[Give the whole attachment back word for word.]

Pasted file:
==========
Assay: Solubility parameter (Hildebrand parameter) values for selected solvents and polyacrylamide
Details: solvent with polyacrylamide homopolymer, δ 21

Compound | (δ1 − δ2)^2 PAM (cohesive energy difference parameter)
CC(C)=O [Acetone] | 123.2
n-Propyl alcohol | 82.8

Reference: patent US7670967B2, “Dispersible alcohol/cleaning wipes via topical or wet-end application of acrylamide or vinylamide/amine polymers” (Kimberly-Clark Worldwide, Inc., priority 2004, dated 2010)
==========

Assay: Solubility parameter (Hildebrand parameter) values for selected solvents and polyacrylamide
Details: solvent with polyacrylamide homopolymer, δ 21

Compound | (δ1 − δ2)^2 PAM (cohesive energy difference parameter)
CC(C)=O [Acetone] | 123.2
n-Propyl alcohol | 82.8

Reference: patent US7670967B2, “Dispersible alcohol/cleaning wipes via topical or wet-end application of acrylamide or vinylamide/amine polymers” (Kimberly-Clark Worldwide, Inc., priority 2004, dated 2010)